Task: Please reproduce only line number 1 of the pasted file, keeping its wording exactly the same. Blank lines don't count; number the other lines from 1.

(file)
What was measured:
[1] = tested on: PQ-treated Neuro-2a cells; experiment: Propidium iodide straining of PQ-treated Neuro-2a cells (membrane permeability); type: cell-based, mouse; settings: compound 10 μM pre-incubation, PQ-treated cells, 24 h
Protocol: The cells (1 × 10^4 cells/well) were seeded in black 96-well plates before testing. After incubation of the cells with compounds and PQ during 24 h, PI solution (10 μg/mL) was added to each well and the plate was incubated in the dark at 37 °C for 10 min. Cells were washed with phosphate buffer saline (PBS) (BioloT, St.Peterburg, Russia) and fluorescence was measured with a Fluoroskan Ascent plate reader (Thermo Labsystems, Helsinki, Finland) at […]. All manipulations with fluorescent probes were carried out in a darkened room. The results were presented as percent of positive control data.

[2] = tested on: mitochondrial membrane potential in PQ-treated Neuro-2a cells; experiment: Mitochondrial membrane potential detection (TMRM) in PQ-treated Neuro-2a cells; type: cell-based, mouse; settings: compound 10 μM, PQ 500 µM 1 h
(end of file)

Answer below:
What was measured: